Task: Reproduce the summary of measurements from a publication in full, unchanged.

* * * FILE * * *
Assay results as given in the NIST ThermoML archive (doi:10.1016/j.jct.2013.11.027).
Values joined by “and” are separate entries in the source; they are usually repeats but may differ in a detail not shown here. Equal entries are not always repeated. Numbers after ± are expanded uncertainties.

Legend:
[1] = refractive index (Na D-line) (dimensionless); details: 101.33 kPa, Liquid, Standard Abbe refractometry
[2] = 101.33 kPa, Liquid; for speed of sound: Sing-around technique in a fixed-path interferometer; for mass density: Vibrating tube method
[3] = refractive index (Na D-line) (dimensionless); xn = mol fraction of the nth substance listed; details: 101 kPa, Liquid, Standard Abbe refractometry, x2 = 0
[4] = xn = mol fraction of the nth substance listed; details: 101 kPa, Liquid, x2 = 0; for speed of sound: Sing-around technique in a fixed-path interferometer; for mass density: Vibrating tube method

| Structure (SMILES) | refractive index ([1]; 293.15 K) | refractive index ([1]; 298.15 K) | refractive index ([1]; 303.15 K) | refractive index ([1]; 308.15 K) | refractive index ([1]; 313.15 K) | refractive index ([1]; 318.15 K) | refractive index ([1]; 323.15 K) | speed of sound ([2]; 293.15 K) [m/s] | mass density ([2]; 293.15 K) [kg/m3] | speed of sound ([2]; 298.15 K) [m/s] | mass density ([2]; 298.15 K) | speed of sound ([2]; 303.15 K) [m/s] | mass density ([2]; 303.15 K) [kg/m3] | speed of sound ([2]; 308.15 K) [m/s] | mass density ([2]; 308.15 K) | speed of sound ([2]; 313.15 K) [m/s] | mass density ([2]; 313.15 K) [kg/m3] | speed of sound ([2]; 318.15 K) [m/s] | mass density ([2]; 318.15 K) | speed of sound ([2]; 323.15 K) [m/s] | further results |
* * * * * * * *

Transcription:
Assay results as given in the NIST ThermoML archive (doi:10.1016/j.jct.2013.11.027).
Values joined by “and” are separate entries in the source; they are usually repeats but may differ in a detail not shown here. Equal entries are not always repeated. Numbers after ± are expanded uncertainties.

Legend:
[1] = refractive index (Na D-line) (dimensionless); details: 101.33 kPa, Liquid, Standard Abbe refractometry
[2] = 101.33 kPa, Liquid; for speed of sound: Sing-around technique in a fixed-path interferometer; for mass density: Vibrating tube method
[3] = refractive index (Na D-line) (dimensionless); xn = mol fraction of the nth substance listed; details: 101 kPa, Liquid, Standard Abbe refractometry, x2 = 0
[4] = xn = mol fraction of the nth substance listed; details: 101 kPa, Liquid, x2 = 0; for speed of sound: Sing-around technique in a fixed-path interferometer; for mass density: Vibrating tube method

| Structure (SMILES) | refractive index ([1]; 293.15 K) | refractive index ([1]; 298.15 K) | refractive index ([1]; 303.15 K) | refractive index ([1]; 308.15 K) | refractive index ([1]; 313.15 K) | refractive index ([1]; 318.15 K) | refractive index ([1]; 323.15 K) | speed of sound ([2]; 293.15 K) [m/s] | mass density ([2]; 293.15 K) [kg/m3] | speed of sound ([2]; 298.15 K) [m/s] | mass density ([2]; 298.15 K) | speed of sound ([2]; 303.15 K) [m/s] | mass density ([2]; 303.15 K) [kg/m3] | speed of sound ([2]; 308.15 K) [m/s] | mass density ([2]; 308.15 K) | speed of sound ([2]; 313.15 K) [m/s] | mass density ([2]; 313.15 K) [kg/m3] | speed of sound ([2]; 318.15 K) [m/s] | mass density ([2]; 318.15 K) | speed of sound ([2]; 323.15 K) [m/s] | further results |